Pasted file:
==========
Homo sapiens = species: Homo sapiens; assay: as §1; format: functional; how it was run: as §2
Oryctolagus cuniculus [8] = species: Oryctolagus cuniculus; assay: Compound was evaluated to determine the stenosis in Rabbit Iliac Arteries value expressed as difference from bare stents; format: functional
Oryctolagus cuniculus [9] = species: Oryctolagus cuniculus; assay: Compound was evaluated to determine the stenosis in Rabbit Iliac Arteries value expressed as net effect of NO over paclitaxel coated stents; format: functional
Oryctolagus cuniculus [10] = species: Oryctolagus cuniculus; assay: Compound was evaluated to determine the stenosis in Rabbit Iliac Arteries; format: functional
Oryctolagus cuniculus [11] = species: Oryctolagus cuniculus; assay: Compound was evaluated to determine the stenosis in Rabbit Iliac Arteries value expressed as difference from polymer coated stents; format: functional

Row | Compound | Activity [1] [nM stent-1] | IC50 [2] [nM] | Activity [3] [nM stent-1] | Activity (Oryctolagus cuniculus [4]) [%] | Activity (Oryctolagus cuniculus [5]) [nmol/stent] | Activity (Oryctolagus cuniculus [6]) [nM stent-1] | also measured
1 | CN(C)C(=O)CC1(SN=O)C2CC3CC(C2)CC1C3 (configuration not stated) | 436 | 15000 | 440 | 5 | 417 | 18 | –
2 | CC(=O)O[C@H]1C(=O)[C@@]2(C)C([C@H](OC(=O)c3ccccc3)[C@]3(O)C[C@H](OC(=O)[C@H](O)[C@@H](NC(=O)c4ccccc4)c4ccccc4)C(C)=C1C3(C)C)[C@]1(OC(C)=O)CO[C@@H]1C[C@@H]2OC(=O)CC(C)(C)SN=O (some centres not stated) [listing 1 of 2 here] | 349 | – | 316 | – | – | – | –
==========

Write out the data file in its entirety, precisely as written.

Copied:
Homo sapiens = species: Homo sapiens; assay: as §1; format: functional; how it was run: as §2
Oryctolagus cuniculus [8] = species: Oryctolagus cuniculus; assay: Compound was evaluated to determine the stenosis in Rabbit Iliac Arteries value expressed as difference from bare stents; format: functional
Oryctolagus cuniculus [9] = species: Oryctolagus cuniculus; assay: Compound was evaluated to determine the stenosis in Rabbit Iliac Arteries value expressed as net effect of NO over paclitaxel coated stents; format: functional
Oryctolagus cuniculus [10] = species: Oryctolagus cuniculus; assay: Compound was evaluated to determine the stenosis in Rabbit Iliac Arteries; format: functional
Oryctolagus cuniculus [11] = species: Oryctolagus cuniculus; assay: Compound was evaluated to determine the stenosis in Rabbit Iliac Arteries value expressed as difference from polymer coated stents; format: functional

Row | Compound | Activity [1] [nM stent-1] | IC50 [2] [nM] | Activity [3] [nM stent-1] | Activity (Oryctolagus cuniculus [4]) [%] | Activity (Oryctolagus cuniculus [5]) [nmol/stent] | Activity (Oryctolagus cuniculus [6]) [nM stent-1] | also measured
1 | CN(C)C(=O)CC1(SN=O)C2CC3CC(C2)CC1C3 (configuration not stated) | 436 | 15000 | 440 | 5 | 417 | 18 | –
2 | CC(=O)O[C@H]1C(=O)[C@@]2(C)C([C@H](OC(=O)c3ccccc3)[C@]3(O)C[C@H](OC(=O)[C@H](O)[C@@H](NC(=O)c4ccccc4)c4ccccc4)C(C)=C1C3(C)C)[C@]1(OC(C)=O)CO[C@@H]1C[C@@H]2OC(=O)CC(C)(C)SN=O (some centres not stated) [listing 1 of 2 here] | 349 | – | 316 | – | – | – | –